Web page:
The Right Stuff
In battling the COVID-19 virus, BJC HealthCare workers embody the essence of heroism.
Through the eyes of the BJC patients, families, and teammates who post thank you messages to BJC.org/HealthCareHeroes, we see that there are several traits common to our frontline caregivers. BJC healthcare heroes are hardworking, dedicated, courageous, tireless, selfless, compassionate, kind, and caring. They show up day after day to bravely fight the coronavirus, often at great risk to their own health and that of their families. In short, they embody the essence of what constitutes being a hero.
Take the example of Brandi Caponi, a social worker at Memorial Hospital Belleville, who was recently recognized by a patient family through a BJC.org/HealthCareHeroes submission. Caponi did her best to keep Jennifer Whitter and family members informed on the condition of her father, who was under care at Memorial Hospital Belleville for a brain injury and COVID-19. When he arrived at Memorial, he didn’t have his phone or iPad with him and was too disoriented to work the phone in his hospital room.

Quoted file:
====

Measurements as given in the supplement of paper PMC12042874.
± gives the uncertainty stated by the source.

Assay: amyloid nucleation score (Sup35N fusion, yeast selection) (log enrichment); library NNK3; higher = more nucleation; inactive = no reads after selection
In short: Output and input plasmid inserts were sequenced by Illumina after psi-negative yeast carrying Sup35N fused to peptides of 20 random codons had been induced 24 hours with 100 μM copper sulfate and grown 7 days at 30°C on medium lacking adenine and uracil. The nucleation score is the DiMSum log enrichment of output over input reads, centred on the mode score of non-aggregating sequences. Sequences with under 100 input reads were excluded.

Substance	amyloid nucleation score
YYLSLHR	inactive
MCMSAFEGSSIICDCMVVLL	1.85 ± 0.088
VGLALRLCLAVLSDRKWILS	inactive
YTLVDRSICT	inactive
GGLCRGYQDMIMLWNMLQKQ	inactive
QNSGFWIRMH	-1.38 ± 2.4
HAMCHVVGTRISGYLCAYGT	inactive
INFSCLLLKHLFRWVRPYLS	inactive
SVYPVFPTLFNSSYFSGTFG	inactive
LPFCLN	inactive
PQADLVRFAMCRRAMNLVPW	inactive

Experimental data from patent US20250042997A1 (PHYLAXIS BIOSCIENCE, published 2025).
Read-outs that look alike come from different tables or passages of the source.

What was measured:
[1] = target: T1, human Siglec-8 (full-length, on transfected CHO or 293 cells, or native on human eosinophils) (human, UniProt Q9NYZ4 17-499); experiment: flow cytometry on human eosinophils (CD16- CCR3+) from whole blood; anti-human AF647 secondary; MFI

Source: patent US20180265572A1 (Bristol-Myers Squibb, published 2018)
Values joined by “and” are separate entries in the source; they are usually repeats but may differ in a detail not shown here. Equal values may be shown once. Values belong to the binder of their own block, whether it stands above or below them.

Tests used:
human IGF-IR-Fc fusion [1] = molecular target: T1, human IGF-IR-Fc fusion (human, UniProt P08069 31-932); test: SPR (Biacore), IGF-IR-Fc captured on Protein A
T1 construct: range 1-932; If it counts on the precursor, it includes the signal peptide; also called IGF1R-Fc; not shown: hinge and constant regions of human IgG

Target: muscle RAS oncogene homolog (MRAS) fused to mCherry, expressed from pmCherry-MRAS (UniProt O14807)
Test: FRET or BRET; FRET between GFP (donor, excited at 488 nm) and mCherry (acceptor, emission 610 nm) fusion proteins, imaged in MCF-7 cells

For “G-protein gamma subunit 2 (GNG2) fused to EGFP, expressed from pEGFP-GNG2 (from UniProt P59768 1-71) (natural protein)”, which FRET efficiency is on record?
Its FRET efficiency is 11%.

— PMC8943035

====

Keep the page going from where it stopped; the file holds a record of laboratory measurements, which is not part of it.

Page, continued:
Keeping family updated
“Since the family couldn’t visit, I spoke with Jennifer as often as I could, on the phone and through email,” Caponi said. “I tried to take some of the stress off of her shoulders by reassuring her and her family that her dad was in good hands at Memorial Hospital Belleville.”
Caponi provided Whitter’s family with a continuous stream of information on her dad’s status. “My mom was so appreciative of Brandi’s level of communication and the kindness she showed during every phone call,” said Whitter.
Caponi also helped Whitter’s family complete forms to give the Veteran’s Administration (VA) permission to share medical information with her mother and to set her dad up through the VA so that caregivers could come to his home after he returned from rehabilitation.
When asked whether her role had changed over the past year, Caponi said, “I’m still able to give the same amount of care behind my mask as I could without it. I try to advocate for my patients and their families to the best of my abilities and to help educate them so that they make the right decisions for their loved ones. There are still tough cases, and there have been plenty of tears shed over the past year, but if I know one thing, it’s that humans are resilient.”